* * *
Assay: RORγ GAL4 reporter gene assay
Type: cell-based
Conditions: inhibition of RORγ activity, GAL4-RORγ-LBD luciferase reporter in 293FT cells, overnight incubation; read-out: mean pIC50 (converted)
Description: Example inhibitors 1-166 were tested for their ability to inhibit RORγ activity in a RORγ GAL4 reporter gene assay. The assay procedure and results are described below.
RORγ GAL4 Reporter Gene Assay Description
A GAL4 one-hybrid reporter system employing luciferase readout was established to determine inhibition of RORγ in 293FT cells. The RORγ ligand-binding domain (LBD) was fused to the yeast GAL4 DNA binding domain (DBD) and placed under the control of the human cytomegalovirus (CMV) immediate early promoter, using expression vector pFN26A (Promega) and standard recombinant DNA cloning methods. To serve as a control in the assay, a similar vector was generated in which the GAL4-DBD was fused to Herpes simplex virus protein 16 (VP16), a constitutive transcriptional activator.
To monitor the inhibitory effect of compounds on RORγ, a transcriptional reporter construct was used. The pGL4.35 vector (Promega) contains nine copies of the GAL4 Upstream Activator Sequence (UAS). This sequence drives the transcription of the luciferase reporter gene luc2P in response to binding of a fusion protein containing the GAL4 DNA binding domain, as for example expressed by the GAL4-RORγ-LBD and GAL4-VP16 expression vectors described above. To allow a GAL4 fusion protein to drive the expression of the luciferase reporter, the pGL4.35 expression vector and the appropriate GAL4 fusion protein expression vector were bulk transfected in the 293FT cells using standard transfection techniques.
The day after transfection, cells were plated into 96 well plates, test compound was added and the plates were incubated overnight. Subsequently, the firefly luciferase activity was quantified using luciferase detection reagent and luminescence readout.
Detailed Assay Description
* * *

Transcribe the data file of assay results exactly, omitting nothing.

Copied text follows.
Assay: RORγ GAL4 reporter gene assay
Type: cell-based
Conditions: inhibition of RORγ activity, GAL4-RORγ-LBD luciferase reporter in 293FT cells, overnight incubation; read-out: mean pIC50 (converted)
Description: Example inhibitors 1-166 were tested for their ability to inhibit RORγ activity in a RORγ GAL4 reporter gene assay. The assay procedure and results are described below.
RORγ GAL4 Reporter Gene Assay Description
A GAL4 one-hybrid reporter system employing luciferase readout was established to determine inhibition of RORγ in 293FT cells. The RORγ ligand-binding domain (LBD) was fused to the yeast GAL4 DNA binding domain (DBD) and placed under the control of the human cytomegalovirus (CMV) immediate early promoter, using expression vector pFN26A (Promega) and standard recombinant DNA cloning methods. To serve as a control in the assay, a similar vector was generated in which the GAL4-DBD was fused to Herpes simplex virus protein 16 (VP16), a constitutive transcriptional activator.
To monitor the inhibitory effect of compounds on RORγ, a transcriptional reporter construct was used. The pGL4.35 vector (Promega) contains nine copies of the GAL4 Upstream Activator Sequence (UAS). This sequence drives the transcription of the luciferase reporter gene luc2P in response to binding of a fusion protein containing the GAL4 DNA binding domain, as for example expressed by the GAL4-RORγ-LBD and GAL4-VP16 expression vectors described above. To allow a GAL4 fusion protein to drive the expression of the luciferase reporter, the pGL4.35 expression vector and the appropriate GAL4 fusion protein expression vector were bulk transfected in the 293FT cells using standard transfection techniques.
The day after transfection, cells were plated into 96 well plates, test compound was added and the plates were incubated overnight. Subsequently, the firefly luciferase activity was quantified using luciferase detection reagent and luminescence readout.
Detailed Assay Description